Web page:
Self-discipline is the ability to make yourself do what you should do, when you should do it, whether you feel like it or not.

Elbert Hubbard

Motivation is a funny thing. By its very nature, it is fleeting and short acting. You can get motivated to do a task, or seek out a goal. But if you lack discipline, motivation on its own won’t get you anywhere.

I lack discipline.

Today was supposed to be my Sunday long run day – a 7.5k trail run with 13 days to go till my next race, a 10k trail race on the Central Coast. But I sit here, at 11am, typing this post completely lacking in any motivation to get out. I know what I have to do, I just can’t be arsed to do it.

Whilst this lack of motivation is probably just as fleeting as having motivation itself can be, I know I’ll get over it and will kick things back into gear later this week, it’s the lack of discipline to just get out there when I don’t feel like it which is going to be the undoing of my running goals for the year.

Motivation can be great for a one-off though. Take yesterday, for example – Parkrun Saturday. During the week, I kept watching the weather forecast, almost asking for an excuse not to go to Parkrun.

On Thursday, the temperature hit 43°C and Friday wasn’t much better. Nighttime temperatures brought some respite, but not much, maybe down to the low 20s. So the idea of running on a warm and humid Saturday morning wasn’t exciting. Except for one factor – my daughter.

My daughter has always been sporty – the only one in the family other than myself who has shown any interest in athletic pursuits of any kind. I’ve been wanting to get her into Parkrun for ages and this weekend was shaping up to be the best chance we’ve had to go. On Friday night, it was safe to say she was pretty keen, getting her running gear ready to change into first thing when she woke up.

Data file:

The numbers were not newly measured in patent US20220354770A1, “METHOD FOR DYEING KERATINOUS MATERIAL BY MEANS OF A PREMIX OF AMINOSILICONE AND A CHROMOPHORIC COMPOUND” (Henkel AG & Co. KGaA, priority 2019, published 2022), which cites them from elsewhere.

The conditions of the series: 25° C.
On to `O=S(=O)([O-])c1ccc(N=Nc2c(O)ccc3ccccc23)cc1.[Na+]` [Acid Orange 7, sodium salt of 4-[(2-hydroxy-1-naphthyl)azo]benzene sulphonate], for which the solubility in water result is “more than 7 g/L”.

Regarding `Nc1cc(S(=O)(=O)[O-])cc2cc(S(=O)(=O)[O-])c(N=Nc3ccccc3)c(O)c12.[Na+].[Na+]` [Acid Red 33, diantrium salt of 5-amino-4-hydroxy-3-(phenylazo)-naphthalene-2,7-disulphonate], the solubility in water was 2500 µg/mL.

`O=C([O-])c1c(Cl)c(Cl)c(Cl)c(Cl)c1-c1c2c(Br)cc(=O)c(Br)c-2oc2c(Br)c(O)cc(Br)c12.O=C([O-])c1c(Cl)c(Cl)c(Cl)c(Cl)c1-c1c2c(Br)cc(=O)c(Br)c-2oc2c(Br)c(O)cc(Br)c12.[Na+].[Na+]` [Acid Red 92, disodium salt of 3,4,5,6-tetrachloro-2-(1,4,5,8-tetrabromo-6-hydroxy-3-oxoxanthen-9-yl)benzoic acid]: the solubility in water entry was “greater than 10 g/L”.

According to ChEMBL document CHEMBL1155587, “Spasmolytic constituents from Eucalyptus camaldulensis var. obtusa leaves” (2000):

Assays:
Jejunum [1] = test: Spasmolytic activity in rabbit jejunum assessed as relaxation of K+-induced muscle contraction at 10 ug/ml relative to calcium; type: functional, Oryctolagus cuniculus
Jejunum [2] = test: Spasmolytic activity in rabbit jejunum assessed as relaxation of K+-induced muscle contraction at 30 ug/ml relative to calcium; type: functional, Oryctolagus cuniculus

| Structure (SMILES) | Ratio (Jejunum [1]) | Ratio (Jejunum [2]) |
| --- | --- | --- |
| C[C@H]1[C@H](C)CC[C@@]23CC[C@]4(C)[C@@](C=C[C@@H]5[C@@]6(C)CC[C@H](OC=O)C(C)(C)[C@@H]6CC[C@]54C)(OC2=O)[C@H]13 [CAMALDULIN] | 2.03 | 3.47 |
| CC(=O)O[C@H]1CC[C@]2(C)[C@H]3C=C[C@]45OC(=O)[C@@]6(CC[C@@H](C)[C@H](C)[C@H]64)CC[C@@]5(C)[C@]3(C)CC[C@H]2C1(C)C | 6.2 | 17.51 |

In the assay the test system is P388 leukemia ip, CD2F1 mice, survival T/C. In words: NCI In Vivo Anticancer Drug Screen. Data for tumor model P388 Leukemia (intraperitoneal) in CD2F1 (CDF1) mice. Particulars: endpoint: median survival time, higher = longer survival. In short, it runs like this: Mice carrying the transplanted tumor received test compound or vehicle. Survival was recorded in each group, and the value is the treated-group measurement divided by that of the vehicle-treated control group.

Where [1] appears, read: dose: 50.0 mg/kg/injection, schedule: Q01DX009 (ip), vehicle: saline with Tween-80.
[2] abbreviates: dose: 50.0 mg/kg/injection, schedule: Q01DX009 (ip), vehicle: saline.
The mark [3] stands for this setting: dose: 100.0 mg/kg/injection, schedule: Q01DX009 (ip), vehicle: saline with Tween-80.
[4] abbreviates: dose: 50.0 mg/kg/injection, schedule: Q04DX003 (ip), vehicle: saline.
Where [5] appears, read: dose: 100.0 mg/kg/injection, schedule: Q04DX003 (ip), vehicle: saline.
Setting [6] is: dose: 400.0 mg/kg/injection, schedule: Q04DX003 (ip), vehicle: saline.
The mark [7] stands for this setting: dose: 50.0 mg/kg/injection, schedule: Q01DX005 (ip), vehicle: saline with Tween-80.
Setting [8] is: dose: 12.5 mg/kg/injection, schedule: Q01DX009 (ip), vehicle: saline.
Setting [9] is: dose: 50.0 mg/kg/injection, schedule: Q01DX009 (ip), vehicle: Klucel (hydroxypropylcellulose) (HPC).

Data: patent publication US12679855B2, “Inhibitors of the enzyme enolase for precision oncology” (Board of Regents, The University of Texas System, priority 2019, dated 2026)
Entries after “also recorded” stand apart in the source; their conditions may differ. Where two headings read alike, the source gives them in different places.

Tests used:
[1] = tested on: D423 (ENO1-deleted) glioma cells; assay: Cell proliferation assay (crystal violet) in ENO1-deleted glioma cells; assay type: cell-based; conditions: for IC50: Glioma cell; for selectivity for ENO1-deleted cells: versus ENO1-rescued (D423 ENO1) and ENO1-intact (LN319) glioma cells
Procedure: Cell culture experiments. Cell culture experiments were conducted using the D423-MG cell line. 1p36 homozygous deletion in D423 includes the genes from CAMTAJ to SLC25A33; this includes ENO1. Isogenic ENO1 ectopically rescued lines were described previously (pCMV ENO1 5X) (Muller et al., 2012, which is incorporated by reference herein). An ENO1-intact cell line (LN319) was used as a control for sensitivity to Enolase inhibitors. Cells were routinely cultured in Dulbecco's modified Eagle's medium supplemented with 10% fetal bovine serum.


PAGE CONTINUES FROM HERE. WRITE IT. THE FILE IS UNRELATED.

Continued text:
That small bit of motivation was perfect for kicking me into gear at 6:30am on Saturday morning to be ready for an 8am Parkrun in town. I had completed one run during the week – my discipline otherwise was sorely lacking – but having my daughter keen to get moving was the swift arse-kick I needed to jump in the car and head to our local Parkrun.

The run itself was awesome – we ran at her pace and broke the run up into 4 min run/1 min walk chunks to get her through the 5k. By 3k she was pretty exhausted, but I kept up the positive chatter, and she got a kick on the last 100m to finish at a canter – proving to herself she had more energy and ability to get her legs to do what her mind was saying they couldn’t. She was so happy to have run the 5k once it was all done, and even had a few school friends there and supported them across the line. I’m hopeful this will spark a desire to do a few more parkruns and improve her time.

So to go from that moderate high to today is a bit of a shit. Developing that discipline will be paramount to getting through the next few weeks and coming out of it better than when I started.

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